An outraged Giovanni Sforza is brought before the Pope and demands an explanation for his unceremonious journey to Rome. The Pope explains that he is there for annulment proceedings since the marriage was a disappointment on all fronts, political and in the marriage bed. Burchart explains that non-consummation of the marriage is the only grounds and that it must be testified to for the annulment to take place. Sforza balks at the idea and the next scene is the trial at the College of Cardinals. Lucrezia is on the stand, in a very concealing witness box, testifying as to whether the marriage was indeed consummated. When asked if on the wedding night her husband could perform she hesitates, staring at Sforza and perhaps still a bit frightened by him and her memories of his abuse. But then she finds the voice to say he was indeed impotent, which is met by open laughter from the cardinals. Sforza begins to protest but then realizes if he does, he’ll have to reveal the lurid circumstances of his wedding night with Lucrezia. He therefore simply states she is lying. Burchart, at his lawyerly best, says that there are ways to offer proof in Sforza’s defense. Basically, there can be a public viewing of Sforza having sex with Lucrezia in front of the Cardinals and Alexander immediately eschews this idea as distasteful. Meanwhile, Lucrezia pats her now expanded belly in the seclusion of the witness box as Alexander looks at her lovingly. Burchart also offers that a public viewing of Sforza having sex with willing women would work as well. This is deemed acceptable and now cut to Sforza being led into a large room in his shift. A platform has been set up in the room and a large mattress is placed upon it. Two prostitutes are brought into the room and ask His Holiness what he wishes of them; should they go together or just one at time? Burchart says one will suffice. The first woman hops on the mattress and spreads her legs before Sforza, asking if her thighs excite him. There is continued laughter and snickering in the room as Sforza approaches her but then stops short. He finally gives in and asks for the divorce – on the grounds of his impotence. The room erupts in laughter, including Cesare and this continues into the streets where jeering crowds have gathered to throw vegetables and mock Giovanni Sforza as he makes his way out of Rome – humiliated.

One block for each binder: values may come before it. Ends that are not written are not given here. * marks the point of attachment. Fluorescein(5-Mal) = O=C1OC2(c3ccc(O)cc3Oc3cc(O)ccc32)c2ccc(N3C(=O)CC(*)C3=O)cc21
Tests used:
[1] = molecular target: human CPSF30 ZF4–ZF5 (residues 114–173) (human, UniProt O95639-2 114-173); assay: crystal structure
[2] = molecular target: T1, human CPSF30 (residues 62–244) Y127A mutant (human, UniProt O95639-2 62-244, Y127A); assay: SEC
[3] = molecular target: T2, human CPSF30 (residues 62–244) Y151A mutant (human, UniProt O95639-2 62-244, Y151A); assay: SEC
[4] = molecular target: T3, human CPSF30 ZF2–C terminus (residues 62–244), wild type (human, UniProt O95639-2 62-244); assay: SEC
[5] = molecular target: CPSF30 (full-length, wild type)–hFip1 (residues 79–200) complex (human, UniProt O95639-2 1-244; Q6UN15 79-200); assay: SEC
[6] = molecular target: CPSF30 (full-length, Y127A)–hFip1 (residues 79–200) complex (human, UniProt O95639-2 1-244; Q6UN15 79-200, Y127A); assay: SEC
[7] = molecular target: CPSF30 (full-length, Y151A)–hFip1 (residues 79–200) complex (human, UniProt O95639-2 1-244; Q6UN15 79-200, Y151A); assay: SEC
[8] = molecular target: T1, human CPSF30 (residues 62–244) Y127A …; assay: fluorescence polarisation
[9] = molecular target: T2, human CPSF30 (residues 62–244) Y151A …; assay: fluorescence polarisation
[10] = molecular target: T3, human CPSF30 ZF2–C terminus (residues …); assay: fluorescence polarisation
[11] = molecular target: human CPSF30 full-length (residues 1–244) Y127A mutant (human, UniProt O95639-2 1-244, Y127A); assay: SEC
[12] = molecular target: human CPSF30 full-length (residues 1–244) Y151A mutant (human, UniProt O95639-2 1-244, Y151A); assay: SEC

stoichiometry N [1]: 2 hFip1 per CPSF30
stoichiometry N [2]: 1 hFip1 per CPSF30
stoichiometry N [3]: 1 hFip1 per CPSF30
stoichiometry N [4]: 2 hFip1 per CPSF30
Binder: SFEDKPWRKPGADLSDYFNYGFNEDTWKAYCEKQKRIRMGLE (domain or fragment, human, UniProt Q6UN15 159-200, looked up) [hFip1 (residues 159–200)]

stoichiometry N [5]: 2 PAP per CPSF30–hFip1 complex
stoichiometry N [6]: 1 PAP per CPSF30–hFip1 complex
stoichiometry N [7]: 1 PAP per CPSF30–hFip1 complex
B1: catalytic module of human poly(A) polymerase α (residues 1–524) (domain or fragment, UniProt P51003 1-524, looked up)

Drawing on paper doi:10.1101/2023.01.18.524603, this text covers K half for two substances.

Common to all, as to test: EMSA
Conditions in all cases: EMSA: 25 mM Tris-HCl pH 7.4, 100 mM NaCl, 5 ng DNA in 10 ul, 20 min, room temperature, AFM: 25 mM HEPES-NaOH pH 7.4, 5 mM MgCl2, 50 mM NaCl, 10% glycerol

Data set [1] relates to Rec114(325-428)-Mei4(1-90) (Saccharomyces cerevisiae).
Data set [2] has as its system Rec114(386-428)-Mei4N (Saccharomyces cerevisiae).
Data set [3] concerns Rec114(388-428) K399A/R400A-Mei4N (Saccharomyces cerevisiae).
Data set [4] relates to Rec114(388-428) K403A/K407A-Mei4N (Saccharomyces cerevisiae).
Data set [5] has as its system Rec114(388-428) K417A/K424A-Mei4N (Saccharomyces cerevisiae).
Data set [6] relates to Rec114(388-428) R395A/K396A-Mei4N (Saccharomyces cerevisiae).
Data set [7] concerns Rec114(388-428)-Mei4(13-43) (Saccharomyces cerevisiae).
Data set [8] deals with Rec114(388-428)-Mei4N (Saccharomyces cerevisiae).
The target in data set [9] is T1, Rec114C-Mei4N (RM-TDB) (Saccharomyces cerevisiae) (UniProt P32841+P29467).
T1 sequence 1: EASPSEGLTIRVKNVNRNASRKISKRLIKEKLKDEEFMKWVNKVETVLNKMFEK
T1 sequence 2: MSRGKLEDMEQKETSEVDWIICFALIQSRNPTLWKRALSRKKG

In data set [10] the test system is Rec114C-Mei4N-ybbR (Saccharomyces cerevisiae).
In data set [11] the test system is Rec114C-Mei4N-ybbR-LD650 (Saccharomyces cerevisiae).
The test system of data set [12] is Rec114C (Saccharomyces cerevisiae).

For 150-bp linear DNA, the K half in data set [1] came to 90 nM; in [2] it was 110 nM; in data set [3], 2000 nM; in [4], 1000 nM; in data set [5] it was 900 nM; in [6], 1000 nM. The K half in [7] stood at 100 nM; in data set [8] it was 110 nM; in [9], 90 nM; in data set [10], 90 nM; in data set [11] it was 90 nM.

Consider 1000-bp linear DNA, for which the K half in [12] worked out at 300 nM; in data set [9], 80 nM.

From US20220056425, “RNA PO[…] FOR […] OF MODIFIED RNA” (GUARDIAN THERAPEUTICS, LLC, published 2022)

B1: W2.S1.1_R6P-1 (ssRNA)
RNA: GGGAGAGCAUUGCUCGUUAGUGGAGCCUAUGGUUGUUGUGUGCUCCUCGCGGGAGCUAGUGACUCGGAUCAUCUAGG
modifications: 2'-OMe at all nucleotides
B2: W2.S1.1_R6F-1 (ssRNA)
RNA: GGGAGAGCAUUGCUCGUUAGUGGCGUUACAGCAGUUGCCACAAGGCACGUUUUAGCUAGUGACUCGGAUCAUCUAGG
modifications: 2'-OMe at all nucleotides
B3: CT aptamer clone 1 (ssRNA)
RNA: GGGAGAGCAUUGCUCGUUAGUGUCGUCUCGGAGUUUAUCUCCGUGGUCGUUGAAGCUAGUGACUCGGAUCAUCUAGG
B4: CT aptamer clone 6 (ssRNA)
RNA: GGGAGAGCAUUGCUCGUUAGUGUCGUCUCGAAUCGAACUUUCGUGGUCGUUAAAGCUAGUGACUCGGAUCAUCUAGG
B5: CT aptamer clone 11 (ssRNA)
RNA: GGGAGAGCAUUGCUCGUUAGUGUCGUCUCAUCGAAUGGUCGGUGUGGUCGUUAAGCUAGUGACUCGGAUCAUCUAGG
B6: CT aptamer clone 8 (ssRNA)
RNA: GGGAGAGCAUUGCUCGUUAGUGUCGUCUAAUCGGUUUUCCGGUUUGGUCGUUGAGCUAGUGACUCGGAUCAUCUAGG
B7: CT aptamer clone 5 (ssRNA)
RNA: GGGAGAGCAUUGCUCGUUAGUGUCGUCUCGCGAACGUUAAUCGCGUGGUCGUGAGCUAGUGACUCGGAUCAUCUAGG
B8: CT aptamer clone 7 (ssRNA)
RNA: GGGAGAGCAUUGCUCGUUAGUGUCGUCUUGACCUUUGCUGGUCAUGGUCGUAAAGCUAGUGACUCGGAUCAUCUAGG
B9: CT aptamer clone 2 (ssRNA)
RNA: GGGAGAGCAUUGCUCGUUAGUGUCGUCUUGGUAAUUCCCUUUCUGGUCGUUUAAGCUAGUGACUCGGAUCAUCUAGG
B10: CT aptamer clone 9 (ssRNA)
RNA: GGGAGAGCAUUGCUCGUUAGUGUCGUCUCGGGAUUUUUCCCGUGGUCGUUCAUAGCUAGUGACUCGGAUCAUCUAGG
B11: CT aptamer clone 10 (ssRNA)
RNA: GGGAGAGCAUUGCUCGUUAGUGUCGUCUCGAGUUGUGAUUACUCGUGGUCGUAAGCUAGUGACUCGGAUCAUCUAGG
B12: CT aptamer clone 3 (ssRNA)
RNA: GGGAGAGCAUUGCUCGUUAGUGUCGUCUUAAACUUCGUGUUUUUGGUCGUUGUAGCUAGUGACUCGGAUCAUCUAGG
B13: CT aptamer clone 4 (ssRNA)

The time for Lucrezia to give birth has arrived and Cesare paces outside her birthing room, like a nervous father. Lucrezia screams in agony but Sister Martha is there with her for encouragement. Vanozza is the first to arrive and meet Cesare in the chapel and they both hear as Lucrezia cries out in torturous pain. The scene then cuts to King Charles’ arrival at the palace in Naples, which is quiet and according to Charles, filled with the stench of death. Familiar sights begin to pass: the throne room sits empty and disheveled; the sulfur baths are discovered to now be a mass grave and the French general comments that it is plague and wonders if the pope knew. Even the Last Supper Room has new inhabitants, the bodies of dead courtiers unceremoniously heaped on the floor in front of the table. King Charles hurries out in disgust.